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Unidentified portrait from the Thomas Bouckley Collection

Wednesday, February 10, 2016

Their Stories – Unidentified Portraits 3 and 9

This week’s Their Stories posting includes a letter and a short first-person story. Be inspired by one of the unidentified portraits and participate by posting on the wall in the exhibition space or in the comments below!

 

Portrait #3

A lapsed Jesuit

The day that I was asked to sit for this photograph was the same day that I discovered my benefactor and friend Dr. Emile Herbert would no longer be attending communion at St. Ignatious of Loyola church where I had preached for more than twenty years. It was then that I understood why I had been born. My true calling was to become a medical doctor, rather than a priest. Dr. Herbert would no longer be attending services because he had become stricken by the same disease that he had spent his life trying to eradicate. And that disease was Dementia Praecox, or what is often referred to as insanity.

By: Carol Barbour

 

Unidentified portrait from the Thomas Bouckley Collection

Unidentified portrait from the Thomas Bouckley Collection

Portrait #9

Dearest Mother,

I hope this letter finds you well. I have thought much of you this day. With tears in my eyes earlier, I said aloud, oh that sons and daughters should take their parents advice to heart.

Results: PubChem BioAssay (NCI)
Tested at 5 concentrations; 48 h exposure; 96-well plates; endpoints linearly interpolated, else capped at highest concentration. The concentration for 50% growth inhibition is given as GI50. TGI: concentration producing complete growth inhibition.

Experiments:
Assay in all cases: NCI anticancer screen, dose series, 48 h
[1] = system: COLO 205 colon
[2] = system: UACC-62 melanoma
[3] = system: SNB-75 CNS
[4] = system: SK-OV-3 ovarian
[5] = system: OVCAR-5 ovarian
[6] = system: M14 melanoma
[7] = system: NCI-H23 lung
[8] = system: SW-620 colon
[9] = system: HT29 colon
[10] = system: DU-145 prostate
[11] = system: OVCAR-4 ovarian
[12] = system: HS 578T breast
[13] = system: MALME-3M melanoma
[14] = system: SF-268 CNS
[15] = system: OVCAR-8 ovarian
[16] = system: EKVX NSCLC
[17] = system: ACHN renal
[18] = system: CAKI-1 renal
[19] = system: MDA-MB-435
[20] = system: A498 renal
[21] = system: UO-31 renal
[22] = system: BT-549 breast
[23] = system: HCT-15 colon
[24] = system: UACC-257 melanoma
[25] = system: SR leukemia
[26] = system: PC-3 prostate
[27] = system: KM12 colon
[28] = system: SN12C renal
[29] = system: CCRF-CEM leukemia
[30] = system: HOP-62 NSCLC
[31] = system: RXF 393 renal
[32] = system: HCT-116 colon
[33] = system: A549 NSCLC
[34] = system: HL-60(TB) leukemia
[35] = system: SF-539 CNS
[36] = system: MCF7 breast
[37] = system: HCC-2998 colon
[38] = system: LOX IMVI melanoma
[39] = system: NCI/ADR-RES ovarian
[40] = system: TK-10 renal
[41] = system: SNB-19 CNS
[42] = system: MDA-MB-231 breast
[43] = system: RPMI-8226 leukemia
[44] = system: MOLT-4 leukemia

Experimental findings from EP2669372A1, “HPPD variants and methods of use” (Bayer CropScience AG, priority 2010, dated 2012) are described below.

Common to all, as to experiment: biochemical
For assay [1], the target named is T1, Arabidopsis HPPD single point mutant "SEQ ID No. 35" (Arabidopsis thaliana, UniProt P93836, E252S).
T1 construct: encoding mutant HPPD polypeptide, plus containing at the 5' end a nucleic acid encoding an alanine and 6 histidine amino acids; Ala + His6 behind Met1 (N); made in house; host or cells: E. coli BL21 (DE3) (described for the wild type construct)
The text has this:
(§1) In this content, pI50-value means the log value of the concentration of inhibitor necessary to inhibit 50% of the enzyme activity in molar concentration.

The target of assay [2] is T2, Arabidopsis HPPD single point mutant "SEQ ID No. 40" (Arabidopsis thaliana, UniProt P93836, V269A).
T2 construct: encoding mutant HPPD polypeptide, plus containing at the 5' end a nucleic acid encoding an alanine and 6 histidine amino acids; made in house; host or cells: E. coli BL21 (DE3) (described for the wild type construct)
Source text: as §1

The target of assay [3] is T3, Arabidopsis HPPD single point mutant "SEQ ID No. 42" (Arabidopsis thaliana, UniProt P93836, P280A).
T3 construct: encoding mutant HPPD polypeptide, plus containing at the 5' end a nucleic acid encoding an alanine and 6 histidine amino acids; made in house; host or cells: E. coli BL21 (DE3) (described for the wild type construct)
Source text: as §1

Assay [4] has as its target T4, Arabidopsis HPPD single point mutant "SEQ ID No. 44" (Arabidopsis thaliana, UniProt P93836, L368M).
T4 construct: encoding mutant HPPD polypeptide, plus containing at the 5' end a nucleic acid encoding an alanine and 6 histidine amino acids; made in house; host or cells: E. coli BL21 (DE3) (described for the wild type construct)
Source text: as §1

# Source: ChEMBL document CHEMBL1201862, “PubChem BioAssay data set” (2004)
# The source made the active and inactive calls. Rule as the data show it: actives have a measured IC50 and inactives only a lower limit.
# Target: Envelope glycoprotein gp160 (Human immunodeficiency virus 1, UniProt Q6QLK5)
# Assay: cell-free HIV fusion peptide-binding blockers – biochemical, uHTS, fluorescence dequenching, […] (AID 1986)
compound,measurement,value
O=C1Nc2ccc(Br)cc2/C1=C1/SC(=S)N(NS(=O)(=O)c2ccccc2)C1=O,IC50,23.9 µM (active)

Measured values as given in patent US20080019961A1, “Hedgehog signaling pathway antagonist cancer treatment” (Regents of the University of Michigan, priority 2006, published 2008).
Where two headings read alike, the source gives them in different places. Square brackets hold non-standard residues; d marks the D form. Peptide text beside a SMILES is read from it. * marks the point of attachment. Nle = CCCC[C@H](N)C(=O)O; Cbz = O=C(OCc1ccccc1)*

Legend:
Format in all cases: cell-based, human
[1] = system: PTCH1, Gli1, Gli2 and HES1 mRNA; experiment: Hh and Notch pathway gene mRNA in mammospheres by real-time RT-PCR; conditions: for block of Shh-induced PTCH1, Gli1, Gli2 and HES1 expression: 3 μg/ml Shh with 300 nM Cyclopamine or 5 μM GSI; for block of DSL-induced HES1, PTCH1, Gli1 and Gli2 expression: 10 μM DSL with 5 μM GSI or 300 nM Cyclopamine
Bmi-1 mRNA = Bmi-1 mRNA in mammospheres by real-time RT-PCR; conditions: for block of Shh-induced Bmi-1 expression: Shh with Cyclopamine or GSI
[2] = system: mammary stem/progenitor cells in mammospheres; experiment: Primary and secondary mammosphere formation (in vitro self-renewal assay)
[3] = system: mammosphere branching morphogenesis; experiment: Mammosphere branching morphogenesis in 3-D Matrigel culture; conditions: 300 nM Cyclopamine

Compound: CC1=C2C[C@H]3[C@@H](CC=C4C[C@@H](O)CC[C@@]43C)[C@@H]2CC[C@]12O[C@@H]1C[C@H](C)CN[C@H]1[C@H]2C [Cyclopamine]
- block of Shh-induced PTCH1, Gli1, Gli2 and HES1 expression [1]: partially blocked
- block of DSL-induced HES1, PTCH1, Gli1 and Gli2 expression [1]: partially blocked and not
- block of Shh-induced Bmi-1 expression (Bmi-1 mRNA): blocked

Through my tears I recalled how you spoke harshly of Helen the day we wed. I am sorry I did not believe you then, but I have come to understand. You looked into my future and saved me with your guidance.

Before we parted, you taught me how to feel joy, to take pleasure in the recalling of a simple word or a shared moment. Marriage has much difficulty, but thanks to you I stop, take in all that is around, and let the joy fill me. The way the girls look following an afternoon of play, the flowers in bloom at the front of the house and smell of the chemicals in my developing trays. I feel strength in my happiness and conviction to overcome my plight.

The gift of one joyous moment to the next carries me through the difficult times. You have taught me well. This day, I feel the greatest appreciation for my mother.

With love,

William

 

By: Lisette Sanders Coulson